Implicit STEM ability beliefs predict secondary school students' STEM self-efficacy beliefs and their intention to opt for a STEM field career

Sandra I. van Aalderen-Smeets* (Corresponding Author), Juliette H. Walma van der Molen, Iro Xenidou-Dervou

*Corresponding author for this work

Research output: Contribution to journalArticleAcademicpeer-review

2 Citations (Scopus)

Abstract

Despite the widely accepted view that low self-efficacy beliefs negatively influence students' intention to opt for a STEM field oriented study or career path, it remains unclear how to effectively stimulate these beliefs in students who do seem to have the ability and motivation to opt for a STEM career. A suggestion from previous literature is that students' implicit beliefs about the malleability of their learning ability can have a major impact on their self-efficacy beliefs, and, importantly, that these implicit beliefs are malleable themselves. Even though this relation between implicit beliefs, self-efficacy, and STEM field aspirations has been suggested multiple times, there is no empirical evidence to support this claim. The goal of the current study was to examine whether implicit beliefs about the malleability of STEM ability are associated with secondary school students' intention to opt for a STEM field bachelor's degree, using a Structural Equation Modelling approach. Furthermore, we examined the mediating role of STEM-oriented self-efficacy beliefs on the relationship between implicit ability beliefs and STEM intention. We used a Likert-type questionnaire, consisting of subscales to measure ability beliefs, self-efficacy, and intention to opt for a STEM degree of secondary school students in their fifth grade (n = 483). Results showed that there is a positive relation between implicit STEM ability beliefs and the intention to opt for a STEM field bachelor degree, and that this relation is partly mediated by self-efficacy beliefs. Incremental STEM ability beliefs predicted positive self-efficacy beliefs and increased STEM intention. These findings provide a foundation for a novel approach to stimulate and motivate students for the STEM field, namely by stimulating incremental beliefs about their STEM ability.

Original languageEnglish
Pages (from-to)465-485
JournalJournal of research in science teaching
Volume56
Issue number4
Early online date18 Sep 2018
DOIs
Publication statusPublished - 1 Apr 2019

Fingerprint

self-efficacy
secondary school
career
ability
student
bachelor
school grade
questionnaire
learning
evidence

Keywords

  • UT-Hybrid-D
  • self-efficacy
  • STEM education
  • stress/coping
  • student ability beliefs
  • teacher/student empowerment
  • pedagogy

Cite this

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title = "Implicit STEM ability beliefs predict secondary school students' STEM self-efficacy beliefs and their intention to opt for a STEM field career",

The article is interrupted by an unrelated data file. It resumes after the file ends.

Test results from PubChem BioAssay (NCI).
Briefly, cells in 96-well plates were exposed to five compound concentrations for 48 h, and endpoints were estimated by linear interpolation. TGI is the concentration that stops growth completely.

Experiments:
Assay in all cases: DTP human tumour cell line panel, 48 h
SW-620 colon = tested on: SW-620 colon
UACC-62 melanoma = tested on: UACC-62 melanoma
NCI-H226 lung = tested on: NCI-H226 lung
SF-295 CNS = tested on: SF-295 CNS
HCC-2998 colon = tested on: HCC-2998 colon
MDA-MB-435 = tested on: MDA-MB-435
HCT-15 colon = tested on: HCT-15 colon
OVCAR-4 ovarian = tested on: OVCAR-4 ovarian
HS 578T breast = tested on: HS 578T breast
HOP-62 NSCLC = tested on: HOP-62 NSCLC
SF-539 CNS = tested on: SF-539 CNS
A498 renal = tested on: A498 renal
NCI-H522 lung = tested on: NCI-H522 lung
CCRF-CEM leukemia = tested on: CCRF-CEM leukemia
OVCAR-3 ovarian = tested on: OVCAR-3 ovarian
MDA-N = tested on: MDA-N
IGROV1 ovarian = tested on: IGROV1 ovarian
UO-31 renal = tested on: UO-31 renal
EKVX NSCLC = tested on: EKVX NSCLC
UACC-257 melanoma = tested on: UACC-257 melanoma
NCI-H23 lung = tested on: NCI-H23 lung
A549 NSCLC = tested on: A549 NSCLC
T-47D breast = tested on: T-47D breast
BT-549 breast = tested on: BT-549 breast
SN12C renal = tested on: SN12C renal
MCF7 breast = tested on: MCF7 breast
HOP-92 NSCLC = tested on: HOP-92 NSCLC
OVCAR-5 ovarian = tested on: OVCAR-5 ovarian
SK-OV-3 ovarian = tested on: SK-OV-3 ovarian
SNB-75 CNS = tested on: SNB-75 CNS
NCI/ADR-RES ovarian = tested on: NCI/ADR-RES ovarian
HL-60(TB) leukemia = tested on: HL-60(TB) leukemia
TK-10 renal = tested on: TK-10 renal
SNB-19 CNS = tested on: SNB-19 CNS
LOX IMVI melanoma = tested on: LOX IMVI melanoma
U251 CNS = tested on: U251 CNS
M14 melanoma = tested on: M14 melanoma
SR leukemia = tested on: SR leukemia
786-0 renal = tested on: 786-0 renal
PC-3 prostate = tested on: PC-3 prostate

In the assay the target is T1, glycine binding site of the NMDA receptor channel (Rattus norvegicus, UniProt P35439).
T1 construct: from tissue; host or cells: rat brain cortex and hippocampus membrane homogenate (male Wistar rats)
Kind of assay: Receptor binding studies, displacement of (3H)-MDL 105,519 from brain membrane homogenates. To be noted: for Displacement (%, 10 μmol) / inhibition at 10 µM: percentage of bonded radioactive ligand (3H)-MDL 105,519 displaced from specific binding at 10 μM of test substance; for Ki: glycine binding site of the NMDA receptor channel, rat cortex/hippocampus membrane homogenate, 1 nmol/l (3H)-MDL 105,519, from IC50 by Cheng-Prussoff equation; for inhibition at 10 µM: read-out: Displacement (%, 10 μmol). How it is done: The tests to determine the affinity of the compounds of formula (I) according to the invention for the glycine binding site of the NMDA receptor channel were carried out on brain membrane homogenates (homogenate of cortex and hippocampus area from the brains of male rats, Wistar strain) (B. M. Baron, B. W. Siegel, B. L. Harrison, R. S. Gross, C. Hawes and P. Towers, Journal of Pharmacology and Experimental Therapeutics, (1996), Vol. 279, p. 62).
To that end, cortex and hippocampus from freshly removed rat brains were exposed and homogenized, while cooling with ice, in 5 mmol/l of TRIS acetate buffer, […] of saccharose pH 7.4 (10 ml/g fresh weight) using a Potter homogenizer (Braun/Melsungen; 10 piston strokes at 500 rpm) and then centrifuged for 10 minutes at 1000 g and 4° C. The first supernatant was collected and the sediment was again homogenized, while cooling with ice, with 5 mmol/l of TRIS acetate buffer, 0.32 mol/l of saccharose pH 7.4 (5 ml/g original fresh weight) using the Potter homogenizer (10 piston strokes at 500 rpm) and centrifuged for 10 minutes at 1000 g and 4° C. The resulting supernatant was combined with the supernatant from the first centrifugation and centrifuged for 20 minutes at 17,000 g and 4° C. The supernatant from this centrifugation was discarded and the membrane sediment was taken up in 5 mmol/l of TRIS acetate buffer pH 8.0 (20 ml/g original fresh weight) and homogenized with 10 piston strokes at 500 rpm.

abstract = "Despite the widely accepted view that low self-efficacy beliefs negatively influence students' intention to opt for a STEM field oriented study or career path, it remains unclear how to effectively stimulate these beliefs in students who do seem to have the ability and motivation to opt for a STEM career. A suggestion from previous literature is that students' implicit beliefs about the malleability of their learning ability can have a major impact on their self-efficacy beliefs, and, importantly, that these implicit beliefs are malleable themselves. Even though this relation between implicit beliefs, self-efficacy, and STEM field aspirations has been suggested multiple times, there is no empirical evidence to support this claim. The goal of the current study was to examine whether implicit beliefs about the malleability of STEM ability are associated with secondary school students' intention to opt for a STEM field bachelor's degree, using a Structural Equation Modelling approach. Furthermore, we examined the mediating role of STEM-oriented self-efficacy beliefs on the relationship between implicit ability beliefs and STEM intention. We used a Likert-type questionnaire, consisting of subscales to measure ability beliefs, self-efficacy, and intention to opt for a STEM degree of secondary school students in their fifth grade (n = 483). Results showed that there is a positive relation between implicit STEM ability beliefs and the intention to opt for a STEM field bachelor degree, and that this relation is partly mediated by self-efficacy beliefs. Incremental STEM ability beliefs predicted positive self-efficacy beliefs and increased STEM intention. These findings provide a foundation for a novel approach to stimulate and motivate students for the STEM field, namely by stimulating incremental beliefs about their STEM ability.",
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Implicit STEM ability beliefs predict secondary school students' STEM self-efficacy beliefs and their intention to opt for a STEM field career. / van Aalderen-Smeets, Sandra I. (Corresponding Author); Walma van der Molen, Juliette H.; Xenidou-Dervou, Iro.

In: Journal of research in science teaching, Vol. 56, No. 4, 01.04.2019, p. 465-485.

Research output: Contribution to journalArticleAcademicpeer-review

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